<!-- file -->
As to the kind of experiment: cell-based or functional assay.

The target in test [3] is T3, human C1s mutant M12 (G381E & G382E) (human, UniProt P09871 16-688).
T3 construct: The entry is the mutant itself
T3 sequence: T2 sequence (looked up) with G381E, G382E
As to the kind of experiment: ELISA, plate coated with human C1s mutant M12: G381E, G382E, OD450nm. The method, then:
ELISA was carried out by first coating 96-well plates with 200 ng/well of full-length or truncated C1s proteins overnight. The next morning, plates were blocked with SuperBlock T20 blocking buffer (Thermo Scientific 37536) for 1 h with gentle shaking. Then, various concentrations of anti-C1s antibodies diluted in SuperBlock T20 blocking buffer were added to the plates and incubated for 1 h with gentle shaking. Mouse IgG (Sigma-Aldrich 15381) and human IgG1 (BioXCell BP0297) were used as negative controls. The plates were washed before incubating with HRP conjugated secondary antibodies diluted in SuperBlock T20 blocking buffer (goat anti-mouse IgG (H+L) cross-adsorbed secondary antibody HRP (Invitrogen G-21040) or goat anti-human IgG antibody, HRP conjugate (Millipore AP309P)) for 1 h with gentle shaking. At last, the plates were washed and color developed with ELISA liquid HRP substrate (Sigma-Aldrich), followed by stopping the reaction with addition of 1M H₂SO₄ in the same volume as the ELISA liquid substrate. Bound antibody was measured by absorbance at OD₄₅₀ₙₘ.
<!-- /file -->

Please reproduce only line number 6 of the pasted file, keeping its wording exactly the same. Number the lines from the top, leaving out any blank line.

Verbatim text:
ELISA was carried out by first coating 96-well plates with 200 ng/well of full-length or truncated C1s proteins overnight. The next morning, plates were blocked with SuperBlock T20 blocking buffer (Thermo Scientific 37536) for 1 h with gentle shaking. Then, various concentrations of anti-C1s antibodies diluted in SuperBlock T20 blocking buffer were added to the plates and incubated for 1 h with gentle shaking. Mouse IgG (Sigma-Aldrich 15381) and human IgG1 (BioXCell BP0297) were used as negative controls. The plates were washed before incubating with HRP conjugated secondary antibodies diluted in SuperBlock T20 blocking buffer (goat anti-mouse IgG (H+L) cross-adsorbed secondary antibody HRP (Invitrogen G-21040) or goat anti-human IgG antibody, HRP conjugate (Millipore AP309P)) for 1 h with gentle shaking. At last, the plates were washed and color developed with ELISA liquid HRP substrate (Sigma-Aldrich), followed by stopping the reaction with addition of 1M H₂SO₄ in the same volume as the ELISA liquid substrate. Bound antibody was measured by absorbance at OD₄₅₀ₙₘ.